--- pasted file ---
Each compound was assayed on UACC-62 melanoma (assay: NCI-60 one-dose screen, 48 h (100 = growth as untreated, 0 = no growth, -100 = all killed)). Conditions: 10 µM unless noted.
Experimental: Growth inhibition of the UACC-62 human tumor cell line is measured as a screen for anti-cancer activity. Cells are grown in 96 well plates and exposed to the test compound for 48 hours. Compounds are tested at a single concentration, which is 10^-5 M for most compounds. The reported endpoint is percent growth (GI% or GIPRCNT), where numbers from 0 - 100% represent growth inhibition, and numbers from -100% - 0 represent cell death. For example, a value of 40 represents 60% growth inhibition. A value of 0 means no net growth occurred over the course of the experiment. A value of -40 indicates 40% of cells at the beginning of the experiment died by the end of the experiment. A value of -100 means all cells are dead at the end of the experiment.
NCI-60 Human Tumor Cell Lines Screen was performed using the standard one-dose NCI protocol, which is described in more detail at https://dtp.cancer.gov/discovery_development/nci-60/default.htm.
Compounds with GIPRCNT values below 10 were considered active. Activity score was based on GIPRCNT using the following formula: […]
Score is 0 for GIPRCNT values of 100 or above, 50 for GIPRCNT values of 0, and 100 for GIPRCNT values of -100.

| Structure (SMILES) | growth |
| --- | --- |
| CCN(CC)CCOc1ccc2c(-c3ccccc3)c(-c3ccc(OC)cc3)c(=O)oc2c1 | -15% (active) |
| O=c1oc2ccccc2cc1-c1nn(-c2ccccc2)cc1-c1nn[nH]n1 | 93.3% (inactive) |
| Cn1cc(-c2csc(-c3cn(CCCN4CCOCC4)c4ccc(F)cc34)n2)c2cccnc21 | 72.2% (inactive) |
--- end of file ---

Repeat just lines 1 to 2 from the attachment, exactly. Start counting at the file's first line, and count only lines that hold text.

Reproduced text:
Each compound was assayed on UACC-62 melanoma (assay: NCI-60 one-dose screen, 48 h (100 = growth as untreated, 0 = no growth, -100 = all killed)). Conditions: 10 µM unless noted.
Experimental: Growth inhibition of the UACC-62 human tumor cell line is measured as a screen for anti-cancer activity. Cells are grown in 96 well plates and exposed to the test compound for 48 hours. Compounds are tested at a single concentration, which is 10^-5 M for most compounds. The reported endpoint is percent growth (GI% or GIPRCNT), where numbers from 0 - 100% represent growth inhibition, and numbers from -100% - 0 represent cell death. For example, a value of 40 represents 60% growth inhibition. A value of 0 means no net growth occurred over the course of the experiment. A value of -40 indicates 40% of cells at the beginning of the experiment died by the end of the experiment. A value of -100 means all cells are dead at the end of the experiment.